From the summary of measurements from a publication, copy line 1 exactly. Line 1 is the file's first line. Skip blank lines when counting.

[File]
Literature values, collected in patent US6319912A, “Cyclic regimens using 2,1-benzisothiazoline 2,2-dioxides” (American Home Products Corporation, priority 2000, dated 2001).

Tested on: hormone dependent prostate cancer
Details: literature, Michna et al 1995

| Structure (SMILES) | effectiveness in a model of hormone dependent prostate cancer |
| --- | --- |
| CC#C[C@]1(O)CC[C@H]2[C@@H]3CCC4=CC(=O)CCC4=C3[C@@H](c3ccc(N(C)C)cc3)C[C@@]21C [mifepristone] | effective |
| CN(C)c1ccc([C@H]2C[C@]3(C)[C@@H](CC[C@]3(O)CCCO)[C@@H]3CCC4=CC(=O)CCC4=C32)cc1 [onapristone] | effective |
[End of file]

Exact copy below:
Literature values, collected in patent US6319912A, “Cyclic regimens using 2,1-benzisothiazoline 2,2-dioxides” (American Home Products Corporation, priority 2000, dated 2001).